Managing risk is fundamental to virtually every subdomain of management science. QMS is certainly no exception. In fact, the ISO 9001:2015 standard includes an increased focus on risk management, and many of the industry-specific standards incorporate risk as a key element of success as well. ISO 13485, for example, calls for medical device manufacturers to “apply a risk-based approach to the control of appropriate processes needed for the quality management system.” (ISO 13485:2016, clause 4.1.2(b)).
Even in the absence of specific components in the quality standards to drive risk management, it still makes sense for organizations to assess potential pitfalls; understand the impact they might have on the company, its products, and its customers; and put measures in place to control and manage that risk. In this article, we’ll take a brief look at the fundamental building blocks of the risk management process, it will discuss some of the best techniques for managing risk in the context of QMS processes.
The risk management process
The overall risk management process can be broken down into eight fundamental steps:
1. Risk identification
Entails listing potential hazards that could exist in the QMS process. This may be based on historical data, as well as the opinions and concerns of key stakeholders. The key question that must be addressed at this stage is “What might possibly go wrong?” It also makes sense at this point to begin identifying possible consequences if those hazards actually come to pass. This will provide a foundation upon which all of the remaining steps in the quality system risk management process can be built.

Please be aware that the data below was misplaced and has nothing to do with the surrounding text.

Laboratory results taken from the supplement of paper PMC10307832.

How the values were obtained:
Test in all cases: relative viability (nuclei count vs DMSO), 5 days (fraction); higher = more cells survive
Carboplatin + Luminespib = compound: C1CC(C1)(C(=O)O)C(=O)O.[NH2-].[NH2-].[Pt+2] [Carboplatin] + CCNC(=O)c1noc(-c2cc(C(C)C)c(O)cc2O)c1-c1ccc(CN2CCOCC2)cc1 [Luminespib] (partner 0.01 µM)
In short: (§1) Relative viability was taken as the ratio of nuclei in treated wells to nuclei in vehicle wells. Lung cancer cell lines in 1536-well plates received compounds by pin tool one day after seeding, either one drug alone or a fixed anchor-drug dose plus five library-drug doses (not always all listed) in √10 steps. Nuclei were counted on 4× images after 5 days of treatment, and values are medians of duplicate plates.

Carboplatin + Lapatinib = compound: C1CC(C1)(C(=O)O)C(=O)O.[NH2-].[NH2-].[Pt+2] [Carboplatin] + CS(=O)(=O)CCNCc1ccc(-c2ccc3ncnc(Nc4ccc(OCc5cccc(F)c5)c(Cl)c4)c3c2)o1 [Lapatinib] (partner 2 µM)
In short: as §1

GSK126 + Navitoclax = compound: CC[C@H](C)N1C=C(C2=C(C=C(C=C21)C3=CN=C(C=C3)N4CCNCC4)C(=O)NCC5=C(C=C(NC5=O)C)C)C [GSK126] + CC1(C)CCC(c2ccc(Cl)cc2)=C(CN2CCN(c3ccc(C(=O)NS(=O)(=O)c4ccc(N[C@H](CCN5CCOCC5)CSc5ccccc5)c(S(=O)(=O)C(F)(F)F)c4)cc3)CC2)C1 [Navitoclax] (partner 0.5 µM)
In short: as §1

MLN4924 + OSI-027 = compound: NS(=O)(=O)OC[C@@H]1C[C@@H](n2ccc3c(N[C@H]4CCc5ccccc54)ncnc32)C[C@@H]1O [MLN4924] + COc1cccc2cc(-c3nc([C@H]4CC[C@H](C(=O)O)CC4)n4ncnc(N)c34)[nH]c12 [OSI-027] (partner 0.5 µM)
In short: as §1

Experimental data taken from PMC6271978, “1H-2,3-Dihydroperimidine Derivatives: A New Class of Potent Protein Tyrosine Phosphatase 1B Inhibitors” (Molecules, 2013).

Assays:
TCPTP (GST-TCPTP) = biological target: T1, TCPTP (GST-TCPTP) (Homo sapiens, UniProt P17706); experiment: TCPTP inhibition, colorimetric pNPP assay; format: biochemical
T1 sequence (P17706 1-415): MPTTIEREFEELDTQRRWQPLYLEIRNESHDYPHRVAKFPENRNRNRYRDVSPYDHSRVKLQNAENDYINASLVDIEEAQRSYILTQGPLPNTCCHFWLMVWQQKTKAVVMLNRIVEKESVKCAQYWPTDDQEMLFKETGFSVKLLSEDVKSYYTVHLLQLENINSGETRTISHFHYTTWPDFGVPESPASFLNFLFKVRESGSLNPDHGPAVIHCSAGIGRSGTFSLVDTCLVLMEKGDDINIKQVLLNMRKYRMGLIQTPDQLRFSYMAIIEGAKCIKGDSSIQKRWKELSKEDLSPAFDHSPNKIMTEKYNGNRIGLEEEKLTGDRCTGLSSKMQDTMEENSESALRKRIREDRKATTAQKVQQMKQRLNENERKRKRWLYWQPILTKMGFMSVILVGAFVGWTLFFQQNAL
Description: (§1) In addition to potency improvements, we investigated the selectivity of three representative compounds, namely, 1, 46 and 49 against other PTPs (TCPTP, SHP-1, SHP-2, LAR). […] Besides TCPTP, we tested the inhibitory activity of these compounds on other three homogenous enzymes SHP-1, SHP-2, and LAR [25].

2. Risk analysis
Establishes an understanding of the likelihood of a potential hazard occurring and the impact it will have if it does happen. Some low-probability events may have an enormous impact and should be addressed in a risk management plan, whereas the majority of risks to be addressed will fall toward the middle of the “high probability” end of the spectrum. Analysis should include some assessment as to the credibility of each threat. It is the combination of likelihood and impact that ultimately determines the priority with which risks must be addressed.
3. Risk control
Often involves a decision to accept certain levels of risk or to apply measures to reduce or eliminate existing risks. Consideration must be given to the costs of such measures, – including monetary costs, soft costs, and opportunity costs. Care must also be taken that risk control measures do not introduce additional, net new risks, – or if they do, that those new risks be managed as well.
4. Risk evaluation
Generally entails quantifying the potential hazard based on a combination of its likelihood and impact, as initially determined in the risk analysis phase and as modified in the risk control phase. In many respects, this step represents an iterative refinement of the risk analysis that was performed earlier.
5. Risk reduction
focuses on measures that can be taken to reduce the likelihood or impact of remaining risks. Again, this serves as a kind of iterative approach to further reduce the potentially harmful effects of each risk on the organization and its stakeholders.
6. Risk acceptance
Serves as a formal recognition that the organization will take on certain risks that have been identified (and potentially mitigated to some extent) so that they can be communicated to stakeholders throughout the organization.
7. Risk communication
provides an important step in aligning people throughout the company around the risks that exist, the likelihood of their occurrence, and the potential impact, and protecting the measures being taken to manage them. This step often includes the presentation of a formal risk management plan to executives within the organization, such that leaders in the business clearly understand the risks the organization faces, have an opportunity to review them along with the measures being taken to address them, and can give their formal approval.
8. Risk review